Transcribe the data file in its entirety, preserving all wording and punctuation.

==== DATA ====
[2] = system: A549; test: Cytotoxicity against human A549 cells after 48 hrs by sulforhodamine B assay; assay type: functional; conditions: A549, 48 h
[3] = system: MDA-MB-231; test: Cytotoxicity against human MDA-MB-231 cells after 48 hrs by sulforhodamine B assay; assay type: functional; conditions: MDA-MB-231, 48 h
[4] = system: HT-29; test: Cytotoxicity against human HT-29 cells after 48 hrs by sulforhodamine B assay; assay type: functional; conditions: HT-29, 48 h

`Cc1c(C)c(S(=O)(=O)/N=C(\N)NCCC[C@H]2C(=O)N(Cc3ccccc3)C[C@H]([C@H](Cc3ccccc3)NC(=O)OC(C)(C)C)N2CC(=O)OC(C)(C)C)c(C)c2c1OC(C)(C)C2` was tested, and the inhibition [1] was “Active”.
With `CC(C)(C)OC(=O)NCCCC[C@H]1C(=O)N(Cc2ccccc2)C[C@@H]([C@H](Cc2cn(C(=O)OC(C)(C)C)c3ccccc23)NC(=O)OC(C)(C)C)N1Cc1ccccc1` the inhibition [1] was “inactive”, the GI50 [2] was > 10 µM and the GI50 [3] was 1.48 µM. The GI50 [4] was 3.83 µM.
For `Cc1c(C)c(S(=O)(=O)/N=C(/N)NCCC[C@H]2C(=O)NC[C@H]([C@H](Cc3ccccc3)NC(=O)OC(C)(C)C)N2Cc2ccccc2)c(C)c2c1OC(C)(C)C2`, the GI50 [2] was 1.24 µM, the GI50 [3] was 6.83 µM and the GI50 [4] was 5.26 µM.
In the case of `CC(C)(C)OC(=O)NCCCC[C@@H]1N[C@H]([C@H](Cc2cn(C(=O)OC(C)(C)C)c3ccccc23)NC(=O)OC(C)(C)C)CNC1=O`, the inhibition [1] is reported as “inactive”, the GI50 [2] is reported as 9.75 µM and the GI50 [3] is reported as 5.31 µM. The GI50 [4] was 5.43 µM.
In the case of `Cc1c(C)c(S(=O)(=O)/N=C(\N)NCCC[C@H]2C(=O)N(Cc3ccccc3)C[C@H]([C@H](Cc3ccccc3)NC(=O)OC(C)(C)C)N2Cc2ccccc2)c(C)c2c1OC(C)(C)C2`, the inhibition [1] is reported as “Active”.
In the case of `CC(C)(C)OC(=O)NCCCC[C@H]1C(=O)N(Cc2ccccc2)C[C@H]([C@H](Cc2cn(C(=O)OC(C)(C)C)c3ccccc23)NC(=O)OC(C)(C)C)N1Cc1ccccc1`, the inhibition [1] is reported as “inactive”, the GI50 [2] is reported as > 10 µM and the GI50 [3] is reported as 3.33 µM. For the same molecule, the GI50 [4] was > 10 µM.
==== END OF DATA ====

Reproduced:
[2] = system: A549; test: Cytotoxicity against human A549 cells after 48 hrs by sulforhodamine B assay; assay type: functional; conditions: A549, 48 h
[3] = system: MDA-MB-231; test: Cytotoxicity against human MDA-MB-231 cells after 48 hrs by sulforhodamine B assay; assay type: functional; conditions: MDA-MB-231, 48 h
[4] = system: HT-29; test: Cytotoxicity against human HT-29 cells after 48 hrs by sulforhodamine B assay; assay type: functional; conditions: HT-29, 48 h

`Cc1c(C)c(S(=O)(=O)/N=C(\N)NCCC[C@H]2C(=O)N(Cc3ccccc3)C[C@H]([C@H](Cc3ccccc3)NC(=O)OC(C)(C)C)N2CC(=O)OC(C)(C)C)c(C)c2c1OC(C)(C)C2` was tested, and the inhibition [1] was “Active”.
With `CC(C)(C)OC(=O)NCCCC[C@H]1C(=O)N(Cc2ccccc2)C[C@@H]([C@H](Cc2cn(C(=O)OC(C)(C)C)c3ccccc23)NC(=O)OC(C)(C)C)N1Cc1ccccc1` the inhibition [1] was “inactive”, the GI50 [2] was > 10 µM and the GI50 [3] was 1.48 µM. The GI50 [4] was 3.83 µM.
For `Cc1c(C)c(S(=O)(=O)/N=C(/N)NCCC[C@H]2C(=O)NC[C@H]([C@H](Cc3ccccc3)NC(=O)OC(C)(C)C)N2Cc2ccccc2)c(C)c2c1OC(C)(C)C2`, the GI50 [2] was 1.24 µM, the GI50 [3] was 6.83 µM and the GI50 [4] was 5.26 µM.
In the case of `CC(C)(C)OC(=O)NCCCC[C@@H]1N[C@H]([C@H](Cc2cn(C(=O)OC(C)(C)C)c3ccccc23)NC(=O)OC(C)(C)C)CNC1=O`, the inhibition [1] is reported as “inactive”, the GI50 [2] is reported as 9.75 µM and the GI50 [3] is reported as 5.31 µM. The GI50 [4] was 5.43 µM.
In the case of `Cc1c(C)c(S(=O)(=O)/N=C(\N)NCCC[C@H]2C(=O)N(Cc3ccccc3)C[C@H]([C@H](Cc3ccccc3)NC(=O)OC(C)(C)C)N2Cc2ccccc2)c(C)c2c1OC(C)(C)C2`, the inhibition [1] is reported as “Active”.
In the case of `CC(C)(C)OC(=O)NCCCC[C@H]1C(=O)N(Cc2ccccc2)C[C@H]([C@H](Cc2cn(C(=O)OC(C)(C)C)c3ccccc23)NC(=O)OC(C)(C)C)N1Cc1ccccc1`, the inhibition [1] is reported as “inactive”, the GI50 [2] is reported as > 10 µM and the GI50 [3] is reported as 3.33 µM. For the same molecule, the GI50 [4] was > 10 µM.